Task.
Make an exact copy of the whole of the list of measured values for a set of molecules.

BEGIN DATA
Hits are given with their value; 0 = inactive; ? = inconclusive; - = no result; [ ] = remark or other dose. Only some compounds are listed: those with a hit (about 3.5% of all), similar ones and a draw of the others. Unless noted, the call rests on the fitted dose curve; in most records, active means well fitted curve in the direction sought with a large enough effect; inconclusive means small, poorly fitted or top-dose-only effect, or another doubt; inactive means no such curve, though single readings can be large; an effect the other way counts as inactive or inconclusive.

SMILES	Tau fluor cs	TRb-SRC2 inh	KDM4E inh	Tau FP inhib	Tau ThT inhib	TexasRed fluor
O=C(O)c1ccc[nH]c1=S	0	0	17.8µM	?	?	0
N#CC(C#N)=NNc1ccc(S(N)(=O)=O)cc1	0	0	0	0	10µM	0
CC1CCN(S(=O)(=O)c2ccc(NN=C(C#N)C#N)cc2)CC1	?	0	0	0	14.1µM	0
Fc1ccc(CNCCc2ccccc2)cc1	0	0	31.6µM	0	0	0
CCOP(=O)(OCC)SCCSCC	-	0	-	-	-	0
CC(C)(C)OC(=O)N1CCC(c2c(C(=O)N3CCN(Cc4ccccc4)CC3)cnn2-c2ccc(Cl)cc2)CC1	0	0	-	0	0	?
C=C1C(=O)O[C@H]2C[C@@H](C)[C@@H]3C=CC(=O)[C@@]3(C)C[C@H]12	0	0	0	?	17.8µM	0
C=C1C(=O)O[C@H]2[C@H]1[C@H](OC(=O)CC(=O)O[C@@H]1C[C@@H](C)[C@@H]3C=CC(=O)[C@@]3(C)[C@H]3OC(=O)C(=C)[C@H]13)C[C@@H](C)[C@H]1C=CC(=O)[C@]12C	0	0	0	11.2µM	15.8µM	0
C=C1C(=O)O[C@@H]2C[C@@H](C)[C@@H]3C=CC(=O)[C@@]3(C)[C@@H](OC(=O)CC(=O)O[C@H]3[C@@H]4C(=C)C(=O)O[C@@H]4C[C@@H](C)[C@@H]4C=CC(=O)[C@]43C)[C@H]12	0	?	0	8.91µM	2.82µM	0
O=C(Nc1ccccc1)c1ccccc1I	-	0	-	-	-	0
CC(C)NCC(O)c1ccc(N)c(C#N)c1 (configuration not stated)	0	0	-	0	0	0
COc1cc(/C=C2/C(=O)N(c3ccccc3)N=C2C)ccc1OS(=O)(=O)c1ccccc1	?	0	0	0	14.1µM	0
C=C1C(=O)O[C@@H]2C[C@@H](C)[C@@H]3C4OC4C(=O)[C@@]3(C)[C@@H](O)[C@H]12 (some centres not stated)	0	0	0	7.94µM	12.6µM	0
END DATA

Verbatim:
Hits are given with their value; 0 = inactive; ? = inconclusive; - = no result; [ ] = remark or other dose. Only some compounds are listed: those with a hit (about 3.5% of all), similar ones and a draw of the others. Unless noted, the call rests on the fitted dose curve; in most records, active means well fitted curve in the direction sought with a large enough effect; inconclusive means small, poorly fitted or top-dose-only effect, or another doubt; inactive means no such curve, though single readings can be large; an effect the other way counts as inactive or inconclusive.

SMILES	Tau fluor cs	TRb-SRC2 inh	KDM4E inh	Tau FP inhib	Tau ThT inhib	TexasRed fluor
O=C(O)c1ccc[nH]c1=S	0	0	17.8µM	?	?	0
N#CC(C#N)=NNc1ccc(S(N)(=O)=O)cc1	0	0	0	0	10µM	0
CC1CCN(S(=O)(=O)c2ccc(NN=C(C#N)C#N)cc2)CC1	?	0	0	0	14.1µM	0
Fc1ccc(CNCCc2ccccc2)cc1	0	0	31.6µM	0	0	0
CCOP(=O)(OCC)SCCSCC	-	0	-	-	-	0
CC(C)(C)OC(=O)N1CCC(c2c(C(=O)N3CCN(Cc4ccccc4)CC3)cnn2-c2ccc(Cl)cc2)CC1	0	0	-	0	0	?
C=C1C(=O)O[C@H]2C[C@@H](C)[C@@H]3C=CC(=O)[C@@]3(C)C[C@H]12	0	0	0	?	17.8µM	0
C=C1C(=O)O[C@H]2[C@H]1[C@H](OC(=O)CC(=O)O[C@@H]1C[C@@H](C)[C@@H]3C=CC(=O)[C@@]3(C)[C@H]3OC(=O)C(=C)[C@H]13)C[C@@H](C)[C@H]1C=CC(=O)[C@]12C	0	0	0	11.2µM	15.8µM	0
C=C1C(=O)O[C@@H]2C[C@@H](C)[C@@H]3C=CC(=O)[C@@]3(C)[C@@H](OC(=O)CC(=O)O[C@H]3[C@@H]4C(=C)C(=O)O[C@@H]4C[C@@H](C)[C@@H]4C=CC(=O)[C@]43C)[C@H]12	0	?	0	8.91µM	2.82µM	0
O=C(Nc1ccccc1)c1ccccc1I	-	0	-	-	-	0
CC(C)NCC(O)c1ccc(N)c(C#N)c1 (configuration not stated)	0	0	-	0	0	0
COc1cc(/C=C2/C(=O)N(c3ccccc3)N=C2C)ccc1OS(=O)(=O)c1ccccc1	?	0	0	0	14.1µM	0
C=C1C(=O)O[C@@H]2C[C@@H](C)[C@@H]3C4OC4C(=O)[C@@]3(C)[C@@H](O)[C@H]12 (some centres not stated)	0	0	0	7.94µM	12.6µM	0